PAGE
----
Olivier Poirier-Leroy is a former national level swimmer based out of Victoria, BC. In feeding his passion for swimming, he has developed YourSwimBook, a powerful log book and goal setting guide made specifically for swimmers. Sign up for the YourSwimBook newsletter (free) and get weekly motivational tips by clicking here.
With holiday training camps rolling, so are those hilariously long and challenging sets and workouts that coach has had bottled up over the fall, just itching and waiting to unleash on you. You know, those sets that take 2 and a half hours? Sweet!
Here is the mental breakdown that takes place prior, during and immediately afterwards these hilariously designed sets and workouts:
1. “The main set? Ha ha ha! I have got this.”
Pfft, main set, schmain set. I got this. I’m gonna show that clock what time it is. You’ve had a good night’s sleep, you ate like a boss at lunch, and you’ve dutifully been sipping from your water bottle all day. You feel like you are ready to take on the world, prepped to handle whatever ludicrousness your coach has been concocting. You aren’t walking around on cloud nine, you are swimming in it.
2. “What is coach doing over there…”
The confidence gives away to trepidation when you notice that your coach has been writing on the whiteboard for the better part of ten minutes. While you perform your pre-swim warm-up, mindlessly swinging your arms about, your coach is scribbling furiously, filling the board with black ink. Writing so much, in fact, that his writing is getting progressively smaller and falling off into corners of the whiteboard. Gulp.
3. “Nope, nope, nope.”
Stepping forward and reading the Fourier equation that coach has put up shakes your conviction and confidence to the core. Once the set has sunk in, and you have internalized what you have to do, you mentally cross your arms. No way I can do that. There is no way I will do that. Looks more like a whole bunch of nope. In the event of a prolonged warm-up and pre-set you have lots of time to wallow in this phase, which will also occasionally include summarizing the top 3 excuses you are willing to use to get out of doing the set.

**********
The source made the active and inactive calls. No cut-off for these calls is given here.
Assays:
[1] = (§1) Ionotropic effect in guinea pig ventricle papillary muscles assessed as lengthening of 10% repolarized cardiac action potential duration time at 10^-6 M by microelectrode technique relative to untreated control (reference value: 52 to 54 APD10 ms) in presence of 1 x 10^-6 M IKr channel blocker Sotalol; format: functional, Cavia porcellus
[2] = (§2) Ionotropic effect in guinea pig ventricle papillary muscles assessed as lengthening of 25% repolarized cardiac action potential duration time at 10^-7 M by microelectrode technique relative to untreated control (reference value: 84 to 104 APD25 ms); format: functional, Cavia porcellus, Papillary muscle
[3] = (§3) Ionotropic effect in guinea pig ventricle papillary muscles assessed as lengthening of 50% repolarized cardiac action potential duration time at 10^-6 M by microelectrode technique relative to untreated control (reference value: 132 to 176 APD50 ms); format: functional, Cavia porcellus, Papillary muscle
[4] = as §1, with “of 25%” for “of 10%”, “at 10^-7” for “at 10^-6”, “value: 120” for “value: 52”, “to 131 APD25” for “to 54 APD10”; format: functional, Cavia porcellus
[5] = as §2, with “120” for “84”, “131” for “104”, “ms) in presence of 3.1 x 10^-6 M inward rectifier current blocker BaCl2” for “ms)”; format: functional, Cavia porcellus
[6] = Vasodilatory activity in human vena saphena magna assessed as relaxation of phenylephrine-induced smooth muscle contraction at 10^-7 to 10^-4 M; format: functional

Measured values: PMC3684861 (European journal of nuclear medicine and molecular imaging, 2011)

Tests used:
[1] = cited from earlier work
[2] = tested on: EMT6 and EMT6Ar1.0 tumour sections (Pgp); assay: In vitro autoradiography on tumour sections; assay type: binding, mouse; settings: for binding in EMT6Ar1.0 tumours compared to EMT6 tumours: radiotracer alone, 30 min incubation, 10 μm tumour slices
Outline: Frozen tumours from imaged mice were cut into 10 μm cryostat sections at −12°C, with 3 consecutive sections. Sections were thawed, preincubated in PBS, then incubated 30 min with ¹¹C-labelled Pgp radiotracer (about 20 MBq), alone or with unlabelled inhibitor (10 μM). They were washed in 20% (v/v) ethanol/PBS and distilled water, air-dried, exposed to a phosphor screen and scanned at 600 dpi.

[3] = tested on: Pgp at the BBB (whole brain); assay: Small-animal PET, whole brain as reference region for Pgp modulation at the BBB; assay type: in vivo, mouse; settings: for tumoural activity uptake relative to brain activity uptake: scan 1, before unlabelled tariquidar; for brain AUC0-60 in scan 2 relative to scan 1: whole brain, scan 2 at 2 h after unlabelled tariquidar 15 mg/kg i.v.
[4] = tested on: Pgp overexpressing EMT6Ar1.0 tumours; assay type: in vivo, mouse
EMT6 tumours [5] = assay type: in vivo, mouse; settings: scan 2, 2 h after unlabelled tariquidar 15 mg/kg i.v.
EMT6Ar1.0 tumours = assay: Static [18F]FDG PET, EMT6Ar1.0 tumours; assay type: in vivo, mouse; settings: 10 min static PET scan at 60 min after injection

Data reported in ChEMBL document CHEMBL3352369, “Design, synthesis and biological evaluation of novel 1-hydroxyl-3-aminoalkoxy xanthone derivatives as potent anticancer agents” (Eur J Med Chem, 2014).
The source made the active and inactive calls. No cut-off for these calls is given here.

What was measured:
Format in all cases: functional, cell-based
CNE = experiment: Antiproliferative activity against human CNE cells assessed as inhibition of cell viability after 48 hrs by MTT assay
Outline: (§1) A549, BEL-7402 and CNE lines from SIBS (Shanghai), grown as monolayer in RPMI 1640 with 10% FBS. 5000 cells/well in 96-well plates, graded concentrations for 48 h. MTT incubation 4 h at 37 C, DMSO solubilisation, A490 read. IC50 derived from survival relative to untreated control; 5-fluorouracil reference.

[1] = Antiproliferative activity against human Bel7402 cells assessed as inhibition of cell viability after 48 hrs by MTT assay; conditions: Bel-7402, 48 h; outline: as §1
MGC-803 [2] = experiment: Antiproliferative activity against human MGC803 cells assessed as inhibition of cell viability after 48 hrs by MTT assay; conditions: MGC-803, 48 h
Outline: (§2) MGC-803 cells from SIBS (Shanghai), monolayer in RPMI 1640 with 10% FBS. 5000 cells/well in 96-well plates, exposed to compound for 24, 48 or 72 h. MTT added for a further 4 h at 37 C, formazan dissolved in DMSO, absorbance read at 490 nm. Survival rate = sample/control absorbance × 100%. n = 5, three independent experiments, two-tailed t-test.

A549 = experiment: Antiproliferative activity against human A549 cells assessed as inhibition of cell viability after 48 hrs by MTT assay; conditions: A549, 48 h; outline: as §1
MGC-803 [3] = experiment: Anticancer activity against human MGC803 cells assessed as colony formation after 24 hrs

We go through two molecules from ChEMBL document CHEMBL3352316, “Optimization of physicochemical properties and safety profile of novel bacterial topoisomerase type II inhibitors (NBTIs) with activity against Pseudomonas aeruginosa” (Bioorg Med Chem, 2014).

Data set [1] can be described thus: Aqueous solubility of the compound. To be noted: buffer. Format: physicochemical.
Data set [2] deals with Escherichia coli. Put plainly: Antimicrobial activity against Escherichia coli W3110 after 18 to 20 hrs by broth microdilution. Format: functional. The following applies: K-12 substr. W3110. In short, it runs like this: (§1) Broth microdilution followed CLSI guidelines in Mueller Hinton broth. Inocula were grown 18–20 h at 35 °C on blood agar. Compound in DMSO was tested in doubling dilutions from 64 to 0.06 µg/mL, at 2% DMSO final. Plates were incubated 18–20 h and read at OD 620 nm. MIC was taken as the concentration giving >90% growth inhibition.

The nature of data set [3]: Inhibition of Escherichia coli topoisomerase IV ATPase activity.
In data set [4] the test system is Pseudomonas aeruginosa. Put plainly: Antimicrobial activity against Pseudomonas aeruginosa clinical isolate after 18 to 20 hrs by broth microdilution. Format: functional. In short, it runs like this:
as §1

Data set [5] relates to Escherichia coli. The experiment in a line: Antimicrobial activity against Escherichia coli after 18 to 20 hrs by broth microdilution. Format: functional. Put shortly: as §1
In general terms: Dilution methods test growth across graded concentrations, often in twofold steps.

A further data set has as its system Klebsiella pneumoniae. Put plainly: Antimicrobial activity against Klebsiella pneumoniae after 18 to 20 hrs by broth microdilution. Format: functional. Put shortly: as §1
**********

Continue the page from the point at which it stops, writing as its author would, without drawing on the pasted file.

4. “I immediately regret this decision.”
The words of partially fictionalized anchor phenom Ron Burgundy apply with ease at this point. You are wondering why on Earth you decided you liked swimming when you were younger, wished that your parents had put you in table tennis, piano lessons, or the lesser known hybrid, piano tennis. You think about your school friends all tucked away warmly in their nice beds, cheerfully eating fruit cake and staring at the burning log on television. Luckkyyyy.
See Also: Swimming Goggles: Everything You Ever Wanted to Know
5. “Fine, I guess I’ll start it. But no promises.”
Despite your reluctance, and the failed attempts at trying to join the sprinters for their “main set” things get underway. As you push off on the first repeat you spectacularly lower your expectations of the performance you are going to lay down. It’s not that you are giving up, it’s that you are taking a more realistic and cautious approach. Yeah, that’s it! At this point, it’s not about doing well, it’s about survival.